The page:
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These are some of the things C. Flynt has been up to, some of our personal lives, some reviews of things we've read, some stuff we've learned.

The blogs are organized by date.

Comments will appear when we've had time to check them. Apology for the inconvenience, but it's a way to keep phishers and spammers off the page.

I only made it to one Sunday panel - the one Clif was on.

  • Poetry in Novels
    Amal El-Mohtar, Clif Flynt, Jeff Pryor, John Winkelman, Mari Ness

    There were more people in the audience than on the panel. That this happened at 10:00 on a Sunday for a poetry panel beggars the imagination.

    There was more do discuss than anyone expected, and more opinions and just information. Amal is getting her PhD in this area, and is a font of knowledge.

    Clif is opinionated.

    We talked about the difference in mind-set between writing a poem to advance your novel, fill in the world, or introduce chapters versus the times you write a poem because the poem needs to be written. As you might expect, the panelists ranged from "I can't write to spec", to "there's a difference?"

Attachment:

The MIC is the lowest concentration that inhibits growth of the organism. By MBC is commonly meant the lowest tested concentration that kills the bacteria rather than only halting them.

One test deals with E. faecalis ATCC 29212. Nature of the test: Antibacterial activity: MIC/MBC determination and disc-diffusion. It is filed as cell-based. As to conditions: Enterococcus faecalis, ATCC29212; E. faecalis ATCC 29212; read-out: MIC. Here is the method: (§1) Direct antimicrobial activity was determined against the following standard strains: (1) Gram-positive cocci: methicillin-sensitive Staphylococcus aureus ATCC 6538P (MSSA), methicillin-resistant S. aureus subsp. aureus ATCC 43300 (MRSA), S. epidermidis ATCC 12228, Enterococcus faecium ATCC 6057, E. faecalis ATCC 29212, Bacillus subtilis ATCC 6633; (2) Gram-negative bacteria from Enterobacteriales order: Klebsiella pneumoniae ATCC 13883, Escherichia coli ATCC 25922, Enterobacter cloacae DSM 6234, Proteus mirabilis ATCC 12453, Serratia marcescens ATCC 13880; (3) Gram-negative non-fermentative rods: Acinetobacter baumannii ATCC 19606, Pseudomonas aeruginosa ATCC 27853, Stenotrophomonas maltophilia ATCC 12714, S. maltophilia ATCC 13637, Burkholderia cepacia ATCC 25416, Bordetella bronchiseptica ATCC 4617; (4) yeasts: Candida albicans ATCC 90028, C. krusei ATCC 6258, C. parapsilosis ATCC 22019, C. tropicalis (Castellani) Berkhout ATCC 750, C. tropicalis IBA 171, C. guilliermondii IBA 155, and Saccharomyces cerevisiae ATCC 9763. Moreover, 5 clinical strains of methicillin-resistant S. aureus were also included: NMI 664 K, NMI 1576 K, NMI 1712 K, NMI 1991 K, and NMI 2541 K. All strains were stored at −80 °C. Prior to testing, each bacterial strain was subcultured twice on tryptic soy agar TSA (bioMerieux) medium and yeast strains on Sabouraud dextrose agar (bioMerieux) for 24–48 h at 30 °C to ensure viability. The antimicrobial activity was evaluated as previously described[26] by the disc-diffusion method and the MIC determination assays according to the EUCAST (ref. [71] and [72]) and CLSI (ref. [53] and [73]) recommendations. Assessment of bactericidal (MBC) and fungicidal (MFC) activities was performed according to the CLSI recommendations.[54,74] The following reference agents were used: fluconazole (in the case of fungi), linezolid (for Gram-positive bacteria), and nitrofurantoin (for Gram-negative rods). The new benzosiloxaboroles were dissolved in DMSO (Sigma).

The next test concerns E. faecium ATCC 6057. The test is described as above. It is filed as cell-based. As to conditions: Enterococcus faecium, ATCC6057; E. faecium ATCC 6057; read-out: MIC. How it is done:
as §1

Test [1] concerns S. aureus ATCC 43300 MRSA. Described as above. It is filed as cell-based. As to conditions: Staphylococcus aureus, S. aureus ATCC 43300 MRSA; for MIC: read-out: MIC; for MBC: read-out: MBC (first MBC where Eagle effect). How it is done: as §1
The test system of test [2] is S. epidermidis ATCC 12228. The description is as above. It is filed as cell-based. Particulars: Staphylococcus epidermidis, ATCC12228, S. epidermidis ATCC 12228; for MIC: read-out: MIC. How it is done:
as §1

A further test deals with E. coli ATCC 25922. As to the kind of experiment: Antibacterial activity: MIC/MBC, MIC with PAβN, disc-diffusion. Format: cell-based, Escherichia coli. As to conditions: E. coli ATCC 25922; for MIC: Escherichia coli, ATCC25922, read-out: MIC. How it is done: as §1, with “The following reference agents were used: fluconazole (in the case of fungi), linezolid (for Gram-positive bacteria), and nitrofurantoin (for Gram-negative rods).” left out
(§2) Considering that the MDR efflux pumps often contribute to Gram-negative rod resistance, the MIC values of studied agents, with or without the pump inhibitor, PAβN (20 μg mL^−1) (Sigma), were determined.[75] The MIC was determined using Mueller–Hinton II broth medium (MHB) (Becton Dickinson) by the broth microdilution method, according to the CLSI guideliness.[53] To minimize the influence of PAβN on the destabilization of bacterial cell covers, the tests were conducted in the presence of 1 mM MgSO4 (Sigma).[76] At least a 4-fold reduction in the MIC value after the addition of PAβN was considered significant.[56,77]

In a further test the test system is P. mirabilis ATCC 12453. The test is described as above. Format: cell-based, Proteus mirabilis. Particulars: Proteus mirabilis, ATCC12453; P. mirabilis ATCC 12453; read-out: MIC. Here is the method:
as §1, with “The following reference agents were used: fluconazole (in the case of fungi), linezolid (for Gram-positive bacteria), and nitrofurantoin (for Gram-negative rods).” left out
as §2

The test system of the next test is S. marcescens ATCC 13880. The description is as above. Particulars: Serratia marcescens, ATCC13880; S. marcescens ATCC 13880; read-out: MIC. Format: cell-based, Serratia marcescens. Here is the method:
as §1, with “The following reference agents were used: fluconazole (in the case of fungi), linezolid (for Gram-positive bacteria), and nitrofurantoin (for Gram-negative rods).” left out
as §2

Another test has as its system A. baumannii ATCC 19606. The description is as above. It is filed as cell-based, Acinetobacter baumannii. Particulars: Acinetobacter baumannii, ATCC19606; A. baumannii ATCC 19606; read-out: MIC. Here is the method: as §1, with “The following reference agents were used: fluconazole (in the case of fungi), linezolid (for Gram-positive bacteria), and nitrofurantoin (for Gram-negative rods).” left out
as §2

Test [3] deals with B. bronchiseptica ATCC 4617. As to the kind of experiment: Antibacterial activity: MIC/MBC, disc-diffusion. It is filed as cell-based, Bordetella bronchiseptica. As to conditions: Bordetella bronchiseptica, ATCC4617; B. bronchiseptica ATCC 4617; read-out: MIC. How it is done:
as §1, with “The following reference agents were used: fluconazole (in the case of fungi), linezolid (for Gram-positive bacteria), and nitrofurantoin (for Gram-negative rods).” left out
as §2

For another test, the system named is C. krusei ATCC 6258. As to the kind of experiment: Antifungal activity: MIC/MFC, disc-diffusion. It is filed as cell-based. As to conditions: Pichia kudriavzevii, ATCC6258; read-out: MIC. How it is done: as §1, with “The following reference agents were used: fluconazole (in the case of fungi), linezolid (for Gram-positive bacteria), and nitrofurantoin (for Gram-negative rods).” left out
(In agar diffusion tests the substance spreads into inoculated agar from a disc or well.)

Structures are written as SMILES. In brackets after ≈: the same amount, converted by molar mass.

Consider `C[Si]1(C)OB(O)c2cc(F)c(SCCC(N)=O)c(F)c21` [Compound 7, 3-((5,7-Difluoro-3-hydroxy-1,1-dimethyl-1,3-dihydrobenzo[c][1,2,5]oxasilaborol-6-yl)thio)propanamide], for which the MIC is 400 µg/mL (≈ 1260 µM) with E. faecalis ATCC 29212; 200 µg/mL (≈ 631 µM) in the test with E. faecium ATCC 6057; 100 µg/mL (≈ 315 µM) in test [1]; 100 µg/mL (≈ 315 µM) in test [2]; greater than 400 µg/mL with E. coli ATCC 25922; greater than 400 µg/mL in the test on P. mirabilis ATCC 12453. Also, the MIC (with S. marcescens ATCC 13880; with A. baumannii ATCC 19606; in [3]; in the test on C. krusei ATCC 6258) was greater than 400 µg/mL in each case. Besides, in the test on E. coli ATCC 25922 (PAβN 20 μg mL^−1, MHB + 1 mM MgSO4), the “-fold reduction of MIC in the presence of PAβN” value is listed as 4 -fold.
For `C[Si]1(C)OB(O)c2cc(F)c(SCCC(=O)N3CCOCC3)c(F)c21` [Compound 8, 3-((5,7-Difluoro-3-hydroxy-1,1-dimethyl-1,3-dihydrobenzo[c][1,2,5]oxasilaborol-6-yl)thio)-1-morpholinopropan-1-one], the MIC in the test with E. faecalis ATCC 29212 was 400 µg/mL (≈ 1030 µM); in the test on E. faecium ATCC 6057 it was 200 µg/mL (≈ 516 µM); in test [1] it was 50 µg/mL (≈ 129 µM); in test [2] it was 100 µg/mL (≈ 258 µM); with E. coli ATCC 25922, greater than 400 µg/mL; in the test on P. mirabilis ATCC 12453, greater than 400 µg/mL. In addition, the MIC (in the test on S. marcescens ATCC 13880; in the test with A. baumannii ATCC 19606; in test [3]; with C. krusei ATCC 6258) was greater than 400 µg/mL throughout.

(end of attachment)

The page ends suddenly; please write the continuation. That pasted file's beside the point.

Poetry (even more so than other forms of writing) is very personal and we all had our own take on how to do it.

    Most of the discussion ranged around poetry in Fantasy or Historic settings, but we did mention hard SF poetry like Mary O'Meara from Poul Anderson's World Without Stars and Jerry Pournelle's Line Marines.

    It was amusing that two of the panelists were writing stories about a bard, and writing bits where the bard sings and thinks about his performance while doing it. I actually brought a hardcopy of that scene from Simple Penance in case things got too slow. (They didn't.)

    There are new translations of the Odyssey and Beowulf coming out soon. These are being done with an aim to make the stories more accessible and hewing to the poem's meaning rather than the exact words Homer and Anonymous used.

    This led to a discussion of language. If you are writing a historical, do you use historical language, or modern slang? There's no use in writing in pre-Norman English, nobody can read that. It's doubtful that a bard singing to the gang in a tavern is going to use the flowery verses that the Cavalier's of the 1600's used, even if he's singing in that era (unless it's a particularly classy tavern). On the other hand, your modern reader may drop their suspension of disbelief if you use modern phrases.